WASHINGTON (Reuters) - President Barack Obama presents his strategy for defeating al Qaeda to the leaders of Afghanistan and Pakistan on Wednesday amid growing U.S. concern it is losing the war and neither is a reliable ally.
The White House meetings with Pakistani President Asif Ali Zardari and Afghan President Hamid Karzai are likely to be cagey affairs — both visitors have been heavily criticized by Obama’s administration and are also wary of each other.
Equally, Obama’s new strategy for defeating al Qaeda and Taliban militants operating in Afghanistan and Pakistan has not been universally welcomed in either country.
Wednesday is Obama’s first face-to-face meeting with the two men to discuss his new regional strategy and is a chance to air his concerns about corruption and poor governance.
One of the biggest challenges will be to convince Pakistan to take the threat of Islamist militancy seriously and prevent the Taliban using its soil to attack Afghanistan, a major bone of contention between Islamabad and Kabul.
“Pakistanis have a fundamental doctrinal disjuncture with what’s happening because they are ... geared to dealing with India while they are facing marauders from the west,” said Juan Zarate, a former deputy national security adviser for combating terrorism with the Bush administration.
As they seek reliable allies in the region, U.S. officials can sometimes give conflicting signals, at times praising cooperation with Pakistan’s military and at others accusing it and its powerful spy agency of helping al Qaeda.
“Some have raised concern that elements within the Pakistani military and intelligence services may be sympathetic to militant groups, leading to caution on our part,” Obama’s undersecretary of defence for policy, Michele Flournoy, told the House of Representatives Armed Services Committee in written testimony last week.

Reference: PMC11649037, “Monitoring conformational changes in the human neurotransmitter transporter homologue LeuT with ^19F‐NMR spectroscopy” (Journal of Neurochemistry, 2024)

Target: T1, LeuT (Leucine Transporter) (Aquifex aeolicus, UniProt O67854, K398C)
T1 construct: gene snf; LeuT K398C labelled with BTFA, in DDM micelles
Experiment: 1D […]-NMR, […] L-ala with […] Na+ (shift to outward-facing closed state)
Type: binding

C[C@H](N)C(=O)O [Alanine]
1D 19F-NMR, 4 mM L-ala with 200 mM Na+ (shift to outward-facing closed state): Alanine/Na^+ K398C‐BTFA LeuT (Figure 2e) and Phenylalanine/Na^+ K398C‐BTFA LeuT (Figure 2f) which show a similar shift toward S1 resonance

Obama’s administration has promised more money to boost development in Pakistan but has sounded even more frustrated with its civilian government.
Last month, Secretary of State Hillary Clinton accused Islamabad of abdicating to the Taliban by agreeing to impose Islamic law in the Swat valley, while Obama expressed grave concern the government was “very fragile” and unable to deliver basic services.
As he seeks to wind down the war in Iraq, Obama’s strategy for Afghanistan and Pakistan has won some praise for its focus on boosting aid and development and not relying entirely on a military solution to the fight against al Qaeda.
“Today the war is being lost in Afghanistan, but is not yet lost,” Bruce Riedel, an author of Obama’s strategy, wrote in a piece for the Brookings Institution think tank last week. “President Obama has decided to send the resources to the war to break the movement of the Taliban. He is right to do so.”
But some argue it does not go far enough to change past policies that have failed to yield results.
Many Pakistanis are angry that U.S. drone attacks on their soil have continued under Obama. Aimed at al Qaeda’s leaders, the strikes from unmanned aircraft have often killed civilians.
Others complain the United States has undermined democracy in Pakistan for decades by supporting and funding its powerful military.
Pakistan’s army is now fighting the Taliban for control of Buner valley, a strategic northern region near Islamabad, but appears to have ceded control of large parts of the country’s north and west to the militants.
Although Obama said last week he was confident about the security of Pakistan’s nuclear arsenal, the issue may well be raised at the meeting with Zardari.
On Monday, the New York Times reported growing concern among U.S. officials that militants might try to snatch a nuclear weapon in transit or insert sympathizers into laboratories or fuel-production facilities.
Hawks within the Pakistani establishment fear Karzai’s government is too close to arch-rival India and see support for the Taliban as a way of maintaining influence in neighbouring Afghanistan, especially for the day the Americans leave.
“The Pakistani military and intelligence services remain convinced that the prime enemy of Pakistan continues to be India,” retired U.S. Lieutenant General David Barno told a recent House Armed Services Committee hearing.
“No experienced security or political leaders truly believe in the depth of their hearts that the United States is a long-term player in the region, much less a reliable partner to Pakistan.”
Editing by Simon Denyer and John O'Callaghan